Hide the children and the silverware. The North Carolina Legislature is returning to Raleigh for its Short Session. The good news is: they probably cannot do as much damage to the character and reputation of our state as they did in just one day in the special session which rammed through House Bill #2. Companies are cancelling plans to locate facilities here. Entertainers are cancelling their concerts here. Professional sports leagues are reconsidering their commitments to hold headline events in North Carolina. Cities, counties and organizations are protesting and filing suits to strike down the law.
Contrary to our beleaguered and rattled governor’s retort, it is not just a matter of “bathroom etiquette.” The legislature used their feigned horror at a Charlotte City ordinance to strike down all municipal and county ordinances that protect the rights of LGBTQ citizens which go beyond the protections already in state law which are, for these particular neighbors, in a word, . . . none.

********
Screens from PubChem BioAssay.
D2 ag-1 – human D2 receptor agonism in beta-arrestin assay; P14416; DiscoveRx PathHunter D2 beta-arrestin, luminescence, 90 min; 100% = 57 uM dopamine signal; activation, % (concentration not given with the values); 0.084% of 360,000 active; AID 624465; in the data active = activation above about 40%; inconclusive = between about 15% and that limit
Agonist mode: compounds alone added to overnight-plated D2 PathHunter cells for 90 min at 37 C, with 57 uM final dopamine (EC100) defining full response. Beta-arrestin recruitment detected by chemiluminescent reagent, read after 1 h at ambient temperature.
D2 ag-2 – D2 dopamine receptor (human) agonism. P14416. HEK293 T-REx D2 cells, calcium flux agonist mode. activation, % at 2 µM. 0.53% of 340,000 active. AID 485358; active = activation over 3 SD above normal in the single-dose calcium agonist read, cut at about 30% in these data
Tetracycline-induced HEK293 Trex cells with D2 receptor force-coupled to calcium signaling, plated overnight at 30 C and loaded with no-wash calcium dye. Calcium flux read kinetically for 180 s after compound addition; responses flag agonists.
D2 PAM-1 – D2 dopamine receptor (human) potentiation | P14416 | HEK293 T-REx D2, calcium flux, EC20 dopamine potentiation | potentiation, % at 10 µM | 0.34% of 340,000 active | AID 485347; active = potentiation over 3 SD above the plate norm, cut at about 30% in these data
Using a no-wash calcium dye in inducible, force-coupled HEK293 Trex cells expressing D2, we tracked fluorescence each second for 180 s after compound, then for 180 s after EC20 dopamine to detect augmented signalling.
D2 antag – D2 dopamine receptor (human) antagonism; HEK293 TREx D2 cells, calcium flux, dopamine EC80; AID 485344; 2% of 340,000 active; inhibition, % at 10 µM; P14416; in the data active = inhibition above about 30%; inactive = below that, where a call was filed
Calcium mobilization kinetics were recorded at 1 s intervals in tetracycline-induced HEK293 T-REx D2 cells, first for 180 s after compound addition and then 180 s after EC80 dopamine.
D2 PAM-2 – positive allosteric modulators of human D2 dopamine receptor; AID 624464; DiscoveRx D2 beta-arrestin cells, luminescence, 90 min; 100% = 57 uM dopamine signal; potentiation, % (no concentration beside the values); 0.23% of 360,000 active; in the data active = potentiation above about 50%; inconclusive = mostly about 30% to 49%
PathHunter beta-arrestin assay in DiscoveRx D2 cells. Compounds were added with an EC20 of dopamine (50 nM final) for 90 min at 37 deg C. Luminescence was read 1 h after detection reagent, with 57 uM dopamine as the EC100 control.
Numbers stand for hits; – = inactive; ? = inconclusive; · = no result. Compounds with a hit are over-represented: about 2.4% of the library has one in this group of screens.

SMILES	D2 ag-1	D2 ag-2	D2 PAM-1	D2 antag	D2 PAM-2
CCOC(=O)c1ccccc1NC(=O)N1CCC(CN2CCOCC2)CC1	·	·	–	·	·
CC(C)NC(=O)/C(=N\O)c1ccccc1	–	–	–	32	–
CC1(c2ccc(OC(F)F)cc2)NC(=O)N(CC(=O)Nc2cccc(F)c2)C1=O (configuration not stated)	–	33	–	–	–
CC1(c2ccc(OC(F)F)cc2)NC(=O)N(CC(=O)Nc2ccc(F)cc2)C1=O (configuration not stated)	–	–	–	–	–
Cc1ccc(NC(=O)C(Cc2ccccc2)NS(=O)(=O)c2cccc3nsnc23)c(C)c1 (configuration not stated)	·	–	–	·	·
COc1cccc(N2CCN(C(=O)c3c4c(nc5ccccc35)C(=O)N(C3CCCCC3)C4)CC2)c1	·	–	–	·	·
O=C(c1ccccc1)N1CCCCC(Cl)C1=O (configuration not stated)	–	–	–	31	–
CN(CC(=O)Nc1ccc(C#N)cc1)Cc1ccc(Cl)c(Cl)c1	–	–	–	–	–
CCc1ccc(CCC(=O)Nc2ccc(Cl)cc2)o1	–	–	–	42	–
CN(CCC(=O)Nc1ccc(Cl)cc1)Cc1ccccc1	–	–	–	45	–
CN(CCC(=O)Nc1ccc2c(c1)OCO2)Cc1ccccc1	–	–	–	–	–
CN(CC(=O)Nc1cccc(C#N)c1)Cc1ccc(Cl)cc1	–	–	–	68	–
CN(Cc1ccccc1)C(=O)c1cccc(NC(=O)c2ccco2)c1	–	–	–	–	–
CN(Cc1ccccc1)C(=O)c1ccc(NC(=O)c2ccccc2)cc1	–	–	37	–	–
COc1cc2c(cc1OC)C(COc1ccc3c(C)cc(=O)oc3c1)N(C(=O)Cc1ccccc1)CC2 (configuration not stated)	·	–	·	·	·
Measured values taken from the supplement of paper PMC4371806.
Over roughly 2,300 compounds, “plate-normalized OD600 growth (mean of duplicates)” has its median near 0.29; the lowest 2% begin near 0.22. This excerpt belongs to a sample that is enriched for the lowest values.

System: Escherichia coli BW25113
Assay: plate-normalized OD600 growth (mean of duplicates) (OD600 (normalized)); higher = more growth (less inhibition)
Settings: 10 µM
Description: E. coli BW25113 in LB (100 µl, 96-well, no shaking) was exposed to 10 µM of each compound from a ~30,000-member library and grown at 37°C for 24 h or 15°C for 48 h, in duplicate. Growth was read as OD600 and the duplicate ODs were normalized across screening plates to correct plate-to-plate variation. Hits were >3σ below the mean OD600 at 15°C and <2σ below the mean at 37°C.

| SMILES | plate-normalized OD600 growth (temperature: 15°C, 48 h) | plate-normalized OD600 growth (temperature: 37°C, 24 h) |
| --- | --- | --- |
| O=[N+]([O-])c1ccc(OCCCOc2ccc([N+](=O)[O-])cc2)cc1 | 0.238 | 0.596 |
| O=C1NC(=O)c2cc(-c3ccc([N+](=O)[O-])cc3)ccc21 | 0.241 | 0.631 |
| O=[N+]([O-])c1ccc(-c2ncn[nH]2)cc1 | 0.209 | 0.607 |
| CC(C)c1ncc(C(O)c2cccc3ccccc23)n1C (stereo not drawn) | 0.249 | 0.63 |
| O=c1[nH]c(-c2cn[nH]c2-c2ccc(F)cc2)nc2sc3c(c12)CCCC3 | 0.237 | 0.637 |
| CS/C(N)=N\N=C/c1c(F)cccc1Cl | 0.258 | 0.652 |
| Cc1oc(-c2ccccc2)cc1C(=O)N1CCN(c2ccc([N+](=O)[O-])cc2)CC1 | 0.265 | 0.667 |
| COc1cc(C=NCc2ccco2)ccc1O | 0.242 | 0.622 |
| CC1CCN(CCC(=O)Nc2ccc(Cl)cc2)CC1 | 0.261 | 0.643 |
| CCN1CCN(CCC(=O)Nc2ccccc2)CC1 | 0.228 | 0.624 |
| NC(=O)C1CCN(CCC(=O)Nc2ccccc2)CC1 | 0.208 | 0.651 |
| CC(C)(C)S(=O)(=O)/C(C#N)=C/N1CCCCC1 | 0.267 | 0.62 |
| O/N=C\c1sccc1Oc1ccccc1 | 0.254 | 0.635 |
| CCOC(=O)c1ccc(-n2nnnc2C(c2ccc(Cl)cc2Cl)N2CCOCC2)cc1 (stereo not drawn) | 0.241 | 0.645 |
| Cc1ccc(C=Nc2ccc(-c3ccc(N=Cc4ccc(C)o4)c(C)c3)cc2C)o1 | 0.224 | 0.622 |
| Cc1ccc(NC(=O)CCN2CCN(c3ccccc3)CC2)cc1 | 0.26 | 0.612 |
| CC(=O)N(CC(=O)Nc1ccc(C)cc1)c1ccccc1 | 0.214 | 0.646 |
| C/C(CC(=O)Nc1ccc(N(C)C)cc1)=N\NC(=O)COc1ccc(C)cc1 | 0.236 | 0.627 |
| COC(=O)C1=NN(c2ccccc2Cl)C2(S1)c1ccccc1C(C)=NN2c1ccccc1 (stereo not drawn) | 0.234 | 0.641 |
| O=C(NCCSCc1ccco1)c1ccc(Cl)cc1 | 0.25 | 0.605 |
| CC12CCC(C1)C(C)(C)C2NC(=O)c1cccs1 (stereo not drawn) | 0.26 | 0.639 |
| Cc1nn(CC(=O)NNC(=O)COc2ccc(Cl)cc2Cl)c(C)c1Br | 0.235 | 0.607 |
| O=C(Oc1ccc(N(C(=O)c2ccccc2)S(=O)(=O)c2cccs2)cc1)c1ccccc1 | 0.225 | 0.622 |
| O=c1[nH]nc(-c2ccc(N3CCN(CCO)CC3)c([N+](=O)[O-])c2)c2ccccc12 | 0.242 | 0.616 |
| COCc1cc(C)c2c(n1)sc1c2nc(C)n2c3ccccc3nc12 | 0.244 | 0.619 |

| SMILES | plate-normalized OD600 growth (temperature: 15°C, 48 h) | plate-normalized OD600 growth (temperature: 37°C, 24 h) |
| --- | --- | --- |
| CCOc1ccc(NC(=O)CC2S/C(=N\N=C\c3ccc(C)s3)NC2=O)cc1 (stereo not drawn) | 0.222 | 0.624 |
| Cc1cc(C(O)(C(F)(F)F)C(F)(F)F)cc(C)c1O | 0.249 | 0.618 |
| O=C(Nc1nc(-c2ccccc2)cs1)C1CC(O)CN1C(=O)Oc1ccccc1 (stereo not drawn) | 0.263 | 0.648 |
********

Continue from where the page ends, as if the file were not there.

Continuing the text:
It is not as though they were oblivious to the furor they might incur. Indiana passed a similar law and had to walk it back in light of outraged protest. Georgia passed a similar law and it’s governor was smart and courageous enough to veto it. Mississippi has now joined in with its own version. It is a race to the bottom in a clear effort to strike back at gay rights in general and marriage equality in particular.
The legislators base their actions on the claim to religious liberty, the “free exercise of religion” guaranteed in the First Amendment to the US Constitution. They are really violating that very clause in the Bill of Rights, namely its other half: we are to “make no law regarding an establishment of religion.” The Legislature and the religious conservatives to whom they pander clearly want to establish in law the precepts of their own narrow gauge religion. It is unconstitutional and will be struck down. But in the meantime, it is creating havoc.
So, here they come again. What new travesty will they try to impose on us? Like other reactionary state legislatures, they take their orders from the American Legislative Exchange Council (ALEC), an organization funded by zillionaires who want to hold and increase political power. It is time to get them and their legislative lackeys off our backs. It is time to recognize that this is an attempt to establish their own exclusionary religious dogmas into law in gross violation of the cherished principle of the Separation of Curch and State.
Rev. Rollin Russell, Hillsborough, NC
Americans United for Separation of Church and State